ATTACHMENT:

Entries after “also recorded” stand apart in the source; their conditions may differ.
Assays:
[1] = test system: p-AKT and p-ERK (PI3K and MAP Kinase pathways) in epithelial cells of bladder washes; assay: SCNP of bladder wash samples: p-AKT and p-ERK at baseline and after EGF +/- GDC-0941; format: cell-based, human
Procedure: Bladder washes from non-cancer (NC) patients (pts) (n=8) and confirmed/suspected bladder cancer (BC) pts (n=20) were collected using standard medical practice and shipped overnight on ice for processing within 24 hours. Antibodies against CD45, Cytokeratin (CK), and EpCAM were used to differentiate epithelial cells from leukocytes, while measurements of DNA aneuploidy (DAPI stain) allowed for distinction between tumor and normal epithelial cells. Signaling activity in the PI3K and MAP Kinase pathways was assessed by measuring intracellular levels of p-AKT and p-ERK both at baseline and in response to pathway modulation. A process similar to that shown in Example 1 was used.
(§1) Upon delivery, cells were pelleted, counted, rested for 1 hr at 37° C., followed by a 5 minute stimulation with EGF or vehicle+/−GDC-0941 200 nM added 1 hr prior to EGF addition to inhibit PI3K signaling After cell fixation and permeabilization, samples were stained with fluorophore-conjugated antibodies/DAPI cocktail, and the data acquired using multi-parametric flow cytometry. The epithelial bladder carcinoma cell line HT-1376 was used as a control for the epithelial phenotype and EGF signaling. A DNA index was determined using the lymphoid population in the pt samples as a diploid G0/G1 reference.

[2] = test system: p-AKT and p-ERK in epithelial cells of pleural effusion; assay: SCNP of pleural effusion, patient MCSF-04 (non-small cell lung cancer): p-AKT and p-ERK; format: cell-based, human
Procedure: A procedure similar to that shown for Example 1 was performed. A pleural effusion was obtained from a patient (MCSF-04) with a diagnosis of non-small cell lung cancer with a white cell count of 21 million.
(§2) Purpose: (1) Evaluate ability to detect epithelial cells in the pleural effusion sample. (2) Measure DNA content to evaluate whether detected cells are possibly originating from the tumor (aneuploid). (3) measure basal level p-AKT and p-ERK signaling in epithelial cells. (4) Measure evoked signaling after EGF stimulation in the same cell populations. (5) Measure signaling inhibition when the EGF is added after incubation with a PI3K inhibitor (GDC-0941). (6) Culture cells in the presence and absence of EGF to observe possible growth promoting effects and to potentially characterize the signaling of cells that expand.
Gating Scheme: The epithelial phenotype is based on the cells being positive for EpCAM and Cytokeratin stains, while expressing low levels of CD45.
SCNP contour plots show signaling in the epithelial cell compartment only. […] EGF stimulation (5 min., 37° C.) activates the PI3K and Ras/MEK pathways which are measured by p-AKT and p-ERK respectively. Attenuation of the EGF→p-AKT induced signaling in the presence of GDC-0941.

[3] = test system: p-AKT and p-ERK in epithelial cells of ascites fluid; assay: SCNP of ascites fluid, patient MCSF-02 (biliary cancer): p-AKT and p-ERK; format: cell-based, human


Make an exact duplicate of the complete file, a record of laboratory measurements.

Entries after “also recorded” stand apart in the source; their conditions may differ.
Assays:
[1] = test system: p-AKT and p-ERK (PI3K and MAP Kinase pathways) in epithelial cells of bladder washes; assay: SCNP of bladder wash samples: p-AKT and p-ERK at baseline and after EGF +/- GDC-0941; format: cell-based, human
Procedure: Bladder washes from non-cancer (NC) patients (pts) (n=8) and confirmed/suspected bladder cancer (BC) pts (n=20) were collected using standard medical practice and shipped overnight on ice for processing within 24 hours. Antibodies against CD45, Cytokeratin (CK), and EpCAM were used to differentiate epithelial cells from leukocytes, while measurements of DNA aneuploidy (DAPI stain) allowed for distinction between tumor and normal epithelial cells. Signaling activity in the PI3K and MAP Kinase pathways was assessed by measuring intracellular levels of p-AKT and p-ERK both at baseline and in response to pathway modulation. A process similar to that shown in Example 1 was used.
(§1) Upon delivery, cells were pelleted, counted, rested for 1 hr at 37° C., followed by a 5 minute stimulation with EGF or vehicle+/−GDC-0941 200 nM added 1 hr prior to EGF addition to inhibit PI3K signaling After cell fixation and permeabilization, samples were stained with fluorophore-conjugated antibodies/DAPI cocktail, and the data acquired using multi-parametric flow cytometry. The epithelial bladder carcinoma cell line HT-1376 was used as a control for the epithelial phenotype and EGF signaling. A DNA index was determined using the lymphoid population in the pt samples as a diploid G0/G1 reference.

[2] = test system: p-AKT and p-ERK in epithelial cells of pleural effusion; assay: SCNP of pleural effusion, patient MCSF-04 (non-small cell lung cancer): p-AKT and p-ERK; format: cell-based, human
Procedure: A procedure similar to that shown for Example 1 was performed. A pleural effusion was obtained from a patient (MCSF-04) with a diagnosis of non-small cell lung cancer with a white cell count of 21 million.
(§2) Purpose: (1) Evaluate ability to detect epithelial cells in the pleural effusion sample. (2) Measure DNA content to evaluate whether detected cells are possibly originating from the tumor (aneuploid). (3) measure basal level p-AKT and p-ERK signaling in epithelial cells. (4) Measure evoked signaling after EGF stimulation in the same cell populations. (5) Measure signaling inhibition when the EGF is added after incubation with a PI3K inhibitor (GDC-0941). (6) Culture cells in the presence and absence of EGF to observe possible growth promoting effects and to potentially characterize the signaling of cells that expand.
Gating Scheme: The epithelial phenotype is based on the cells being positive for EpCAM and Cytokeratin stains, while expressing low levels of CD45.
SCNP contour plots show signaling in the epithelial cell compartment only. […] EGF stimulation (5 min., 37° C.) activates the PI3K and Ras/MEK pathways which are measured by p-AKT and p-ERK respectively. Attenuation of the EGF→p-AKT induced signaling in the presence of GDC-0941.

[3] = test system: p-AKT and p-ERK in epithelial cells of ascites fluid; assay: SCNP of ascites fluid, patient MCSF-02 (biliary cancer): p-AKT and p-ERK; format: cell-based, human